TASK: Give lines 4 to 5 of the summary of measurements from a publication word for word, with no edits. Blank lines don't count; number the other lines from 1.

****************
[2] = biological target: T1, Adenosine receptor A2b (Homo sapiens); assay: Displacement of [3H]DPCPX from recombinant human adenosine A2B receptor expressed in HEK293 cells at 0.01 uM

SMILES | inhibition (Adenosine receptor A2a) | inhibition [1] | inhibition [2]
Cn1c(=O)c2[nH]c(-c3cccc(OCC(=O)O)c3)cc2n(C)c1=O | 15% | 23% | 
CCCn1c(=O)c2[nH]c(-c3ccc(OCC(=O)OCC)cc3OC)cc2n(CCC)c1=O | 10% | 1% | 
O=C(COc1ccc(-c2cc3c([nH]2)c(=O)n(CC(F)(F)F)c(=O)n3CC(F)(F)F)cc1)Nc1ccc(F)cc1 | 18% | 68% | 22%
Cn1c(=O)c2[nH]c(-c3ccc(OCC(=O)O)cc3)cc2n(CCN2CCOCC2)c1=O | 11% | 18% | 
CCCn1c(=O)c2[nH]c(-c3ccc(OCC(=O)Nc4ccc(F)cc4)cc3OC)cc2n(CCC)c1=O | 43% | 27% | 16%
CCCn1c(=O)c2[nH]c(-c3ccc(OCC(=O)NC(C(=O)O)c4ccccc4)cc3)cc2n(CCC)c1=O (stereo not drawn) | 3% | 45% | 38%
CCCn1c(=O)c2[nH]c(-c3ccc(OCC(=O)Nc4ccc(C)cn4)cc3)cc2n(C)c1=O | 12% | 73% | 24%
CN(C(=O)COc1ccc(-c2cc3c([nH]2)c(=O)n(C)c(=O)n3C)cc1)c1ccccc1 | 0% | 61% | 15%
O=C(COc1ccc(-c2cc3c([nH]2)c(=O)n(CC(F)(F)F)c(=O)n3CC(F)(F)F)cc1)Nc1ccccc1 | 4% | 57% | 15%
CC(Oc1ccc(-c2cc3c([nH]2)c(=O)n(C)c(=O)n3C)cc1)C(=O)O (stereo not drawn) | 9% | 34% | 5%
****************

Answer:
CCCn1c(=O)c2[nH]c(-c3ccc(OCC(=O)OCC)cc3OC)cc2n(CCC)c1=O | 10% | 1% | 
O=C(COc1ccc(-c2cc3c([nH]2)c(=O)n(CC(F)(F)F)c(=O)n3CC(F)(F)F)cc1)Nc1ccc(F)cc1 | 18% | 68% | 22%